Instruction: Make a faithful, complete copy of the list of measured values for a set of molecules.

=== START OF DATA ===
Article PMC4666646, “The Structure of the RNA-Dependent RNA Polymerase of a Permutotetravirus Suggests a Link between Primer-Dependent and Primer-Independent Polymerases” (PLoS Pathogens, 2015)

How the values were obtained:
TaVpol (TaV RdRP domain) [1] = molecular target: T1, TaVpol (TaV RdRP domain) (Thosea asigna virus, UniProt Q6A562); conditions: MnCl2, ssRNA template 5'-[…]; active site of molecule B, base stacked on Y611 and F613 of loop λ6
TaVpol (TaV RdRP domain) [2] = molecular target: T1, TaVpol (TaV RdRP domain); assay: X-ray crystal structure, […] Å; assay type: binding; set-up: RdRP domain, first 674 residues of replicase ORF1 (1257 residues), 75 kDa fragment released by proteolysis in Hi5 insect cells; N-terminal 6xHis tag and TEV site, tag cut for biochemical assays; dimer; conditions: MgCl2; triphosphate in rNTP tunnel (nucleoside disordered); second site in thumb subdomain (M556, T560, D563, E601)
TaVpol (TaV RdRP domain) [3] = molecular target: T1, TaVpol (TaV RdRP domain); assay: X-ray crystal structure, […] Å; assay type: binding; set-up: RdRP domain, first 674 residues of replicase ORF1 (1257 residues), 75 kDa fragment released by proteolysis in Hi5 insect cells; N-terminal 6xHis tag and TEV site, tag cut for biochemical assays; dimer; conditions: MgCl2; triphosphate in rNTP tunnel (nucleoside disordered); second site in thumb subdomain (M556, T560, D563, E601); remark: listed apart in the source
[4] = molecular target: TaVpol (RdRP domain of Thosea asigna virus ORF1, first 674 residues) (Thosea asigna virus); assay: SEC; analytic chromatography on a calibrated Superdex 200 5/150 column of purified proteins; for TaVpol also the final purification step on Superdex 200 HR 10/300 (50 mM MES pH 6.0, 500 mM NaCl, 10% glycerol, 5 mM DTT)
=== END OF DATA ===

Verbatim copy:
Article PMC4666646, “The Structure of the RNA-Dependent RNA Polymerase of a Permutotetravirus Suggests a Link between Primer-Dependent and Primer-Independent Polymerases” (PLoS Pathogens, 2015)

How the values were obtained:
TaVpol (TaV RdRP domain) [1] = molecular target: T1, TaVpol (TaV RdRP domain) (Thosea asigna virus, UniProt Q6A562); conditions: MnCl2, ssRNA template 5'-[…]; active site of molecule B, base stacked on Y611 and F613 of loop λ6
TaVpol (TaV RdRP domain) [2] = molecular target: T1, TaVpol (TaV RdRP domain); assay: X-ray crystal structure, […] Å; assay type: binding; set-up: RdRP domain, first 674 residues of replicase ORF1 (1257 residues), 75 kDa fragment released by proteolysis in Hi5 insect cells; N-terminal 6xHis tag and TEV site, tag cut for biochemical assays; dimer; conditions: MgCl2; triphosphate in rNTP tunnel (nucleoside disordered); second site in thumb subdomain (M556, T560, D563, E601)
TaVpol (TaV RdRP domain) [3] = molecular target: T1, TaVpol (TaV RdRP domain); assay: X-ray crystal structure, […] Å; assay type: binding; set-up: RdRP domain, first 674 residues of replicase ORF1 (1257 residues), 75 kDa fragment released by proteolysis in Hi5 insect cells; N-terminal 6xHis tag and TEV site, tag cut for biochemical assays; dimer; conditions: MgCl2; triphosphate in rNTP tunnel (nucleoside disordered); second site in thumb subdomain (M556, T560, D563, E601); remark: listed apart in the source
[4] = molecular target: TaVpol (RdRP domain of Thosea asigna virus ORF1, first 674 residues) (Thosea asigna virus); assay: SEC; analytic chromatography on a calibrated Superdex 200 5/150 column of purified proteins; for TaVpol also the final purification step on Superdex 200 HR 10/300 (50 mM MES pH 6.0, 500 mM NaCl, 10% glycerol, 5 mM DTT)